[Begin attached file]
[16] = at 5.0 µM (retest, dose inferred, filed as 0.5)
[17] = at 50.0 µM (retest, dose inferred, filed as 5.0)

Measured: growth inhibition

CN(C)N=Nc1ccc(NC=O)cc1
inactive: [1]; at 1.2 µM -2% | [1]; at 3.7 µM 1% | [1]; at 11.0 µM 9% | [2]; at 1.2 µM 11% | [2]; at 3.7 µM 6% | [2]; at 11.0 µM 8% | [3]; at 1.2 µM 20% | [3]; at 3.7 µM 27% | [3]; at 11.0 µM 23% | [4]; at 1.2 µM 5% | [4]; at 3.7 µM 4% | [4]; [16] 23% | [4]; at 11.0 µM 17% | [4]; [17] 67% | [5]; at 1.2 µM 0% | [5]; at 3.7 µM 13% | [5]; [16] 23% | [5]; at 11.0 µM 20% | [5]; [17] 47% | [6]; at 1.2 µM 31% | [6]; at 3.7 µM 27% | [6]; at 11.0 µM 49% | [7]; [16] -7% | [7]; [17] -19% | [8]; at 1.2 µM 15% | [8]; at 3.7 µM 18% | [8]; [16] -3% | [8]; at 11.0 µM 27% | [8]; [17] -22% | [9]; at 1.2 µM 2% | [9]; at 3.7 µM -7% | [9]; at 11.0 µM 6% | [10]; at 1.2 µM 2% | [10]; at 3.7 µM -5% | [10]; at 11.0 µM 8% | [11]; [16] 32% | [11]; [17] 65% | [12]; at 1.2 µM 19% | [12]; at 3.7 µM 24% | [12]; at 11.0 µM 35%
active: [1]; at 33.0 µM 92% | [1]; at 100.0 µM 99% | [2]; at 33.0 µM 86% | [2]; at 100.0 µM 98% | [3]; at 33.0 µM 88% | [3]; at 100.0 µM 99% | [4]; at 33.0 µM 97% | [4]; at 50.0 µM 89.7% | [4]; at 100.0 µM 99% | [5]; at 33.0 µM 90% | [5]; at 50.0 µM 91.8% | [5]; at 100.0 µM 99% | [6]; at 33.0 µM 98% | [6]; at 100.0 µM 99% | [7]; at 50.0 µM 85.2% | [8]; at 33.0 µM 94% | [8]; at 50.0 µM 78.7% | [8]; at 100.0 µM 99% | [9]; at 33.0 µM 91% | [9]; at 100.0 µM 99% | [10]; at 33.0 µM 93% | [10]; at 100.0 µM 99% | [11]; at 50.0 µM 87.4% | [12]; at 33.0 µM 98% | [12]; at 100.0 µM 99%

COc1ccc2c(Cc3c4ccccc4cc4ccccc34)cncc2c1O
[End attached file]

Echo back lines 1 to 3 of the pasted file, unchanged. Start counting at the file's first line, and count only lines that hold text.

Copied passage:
[16] = at 5.0 µM (retest, dose inferred, filed as 0.5)
[17] = at 50.0 µM (retest, dose inferred, filed as 5.0)

Measured: growth inhibition